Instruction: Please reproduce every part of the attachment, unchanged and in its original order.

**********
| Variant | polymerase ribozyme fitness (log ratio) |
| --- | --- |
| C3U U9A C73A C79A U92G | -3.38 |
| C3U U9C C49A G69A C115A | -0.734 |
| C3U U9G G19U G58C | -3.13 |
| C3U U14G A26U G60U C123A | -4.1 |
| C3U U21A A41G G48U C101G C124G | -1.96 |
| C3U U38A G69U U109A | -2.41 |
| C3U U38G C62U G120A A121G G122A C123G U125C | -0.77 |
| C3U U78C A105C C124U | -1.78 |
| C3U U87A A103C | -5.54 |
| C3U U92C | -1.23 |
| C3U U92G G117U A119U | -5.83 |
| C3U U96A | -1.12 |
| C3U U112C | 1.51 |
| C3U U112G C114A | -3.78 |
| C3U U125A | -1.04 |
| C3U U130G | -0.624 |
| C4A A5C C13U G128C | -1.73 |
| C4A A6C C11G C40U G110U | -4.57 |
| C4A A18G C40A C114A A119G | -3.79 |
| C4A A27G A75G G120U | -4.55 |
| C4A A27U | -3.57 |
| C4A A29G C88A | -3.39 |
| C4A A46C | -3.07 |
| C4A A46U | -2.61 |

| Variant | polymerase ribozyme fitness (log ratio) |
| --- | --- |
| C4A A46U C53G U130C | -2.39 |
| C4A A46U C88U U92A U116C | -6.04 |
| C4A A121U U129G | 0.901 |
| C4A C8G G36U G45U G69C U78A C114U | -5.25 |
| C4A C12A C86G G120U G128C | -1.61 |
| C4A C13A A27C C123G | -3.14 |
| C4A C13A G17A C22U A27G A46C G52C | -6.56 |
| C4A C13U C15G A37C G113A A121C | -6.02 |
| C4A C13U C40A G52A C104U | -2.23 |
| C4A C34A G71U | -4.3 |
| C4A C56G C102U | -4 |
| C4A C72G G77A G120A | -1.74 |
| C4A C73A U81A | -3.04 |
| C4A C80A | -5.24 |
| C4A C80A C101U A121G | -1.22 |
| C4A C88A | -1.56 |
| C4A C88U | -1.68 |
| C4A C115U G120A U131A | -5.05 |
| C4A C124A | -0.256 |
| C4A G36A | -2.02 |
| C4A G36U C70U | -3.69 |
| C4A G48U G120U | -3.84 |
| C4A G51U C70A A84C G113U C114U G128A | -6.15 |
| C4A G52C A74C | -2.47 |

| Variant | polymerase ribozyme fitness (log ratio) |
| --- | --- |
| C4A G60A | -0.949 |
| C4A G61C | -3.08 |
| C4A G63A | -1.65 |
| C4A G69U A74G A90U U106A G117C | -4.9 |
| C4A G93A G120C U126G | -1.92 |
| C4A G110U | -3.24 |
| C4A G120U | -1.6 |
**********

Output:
| Variant | polymerase ribozyme fitness (log ratio) |
| --- | --- |
| C3U U9A C73A C79A U92G | -3.38 |
| C3U U9C C49A G69A C115A | -0.734 |
| C3U U9G G19U G58C | -3.13 |
| C3U U14G A26U G60U C123A | -4.1 |
| C3U U21A A41G G48U C101G C124G | -1.96 |
| C3U U38A G69U U109A | -2.41 |
| C3U U38G C62U G120A A121G G122A C123G U125C | -0.77 |
| C3U U78C A105C C124U | -1.78 |
| C3U U87A A103C | -5.54 |
| C3U U92C | -1.23 |
| C3U U92G G117U A119U | -5.83 |
| C3U U96A | -1.12 |
| C3U U112C | 1.51 |
| C3U U112G C114A | -3.78 |
| C3U U125A | -1.04 |
| C3U U130G | -0.624 |
| C4A A5C C13U G128C | -1.73 |
| C4A A6C C11G C40U G110U | -4.57 |
| C4A A18G C40A C114A A119G | -3.79 |
| C4A A27G A75G G120U | -4.55 |
| C4A A27U | -3.57 |
| C4A A29G C88A | -3.39 |
| C4A A46C | -3.07 |
| C4A A46U | -2.61 |

| Variant | polymerase ribozyme fitness (log ratio) |
| --- | --- |
| C4A A46U C53G U130C | -2.39 |
| C4A A46U C88U U92A U116C | -6.04 |
| C4A A121U U129G | 0.901 |
| C4A C8G G36U G45U G69C U78A C114U | -5.25 |
| C4A C12A C86G G120U G128C | -1.61 |
| C4A C13A A27C C123G | -3.14 |
| C4A C13A G17A C22U A27G A46C G52C | -6.56 |
| C4A C13U C15G A37C G113A A121C | -6.02 |
| C4A C13U C40A G52A C104U | -2.23 |
| C4A C34A G71U | -4.3 |
| C4A C56G C102U | -4 |
| C4A C72G G77A G120A | -1.74 |
| C4A C73A U81A | -3.04 |
| C4A C80A | -5.24 |
| C4A C80A C101U A121G | -1.22 |
| C4A C88A | -1.56 |
| C4A C88U | -1.68 |
| C4A C115U G120A U131A | -5.05 |
| C4A C124A | -0.256 |
| C4A G36A | -2.02 |
| C4A G36U C70U | -3.69 |
| C4A G48U G120U | -3.84 |
| C4A G51U C70A A84C G113U C114U G128A | -6.15 |
| C4A G52C A74C | -2.47 |

| Variant | polymerase ribozyme fitness (log ratio) |
| --- | --- |
| C4A G60A | -0.949 |
| C4A G61C | -3.08 |
| C4A G63A | -1.65 |
| C4A G69U A74G A90U U106A G117C | -4.9 |
| C4A G93A G120C U126G | -1.92 |
| C4A G110U | -3.24 |
| C4A G120U | -1.6 |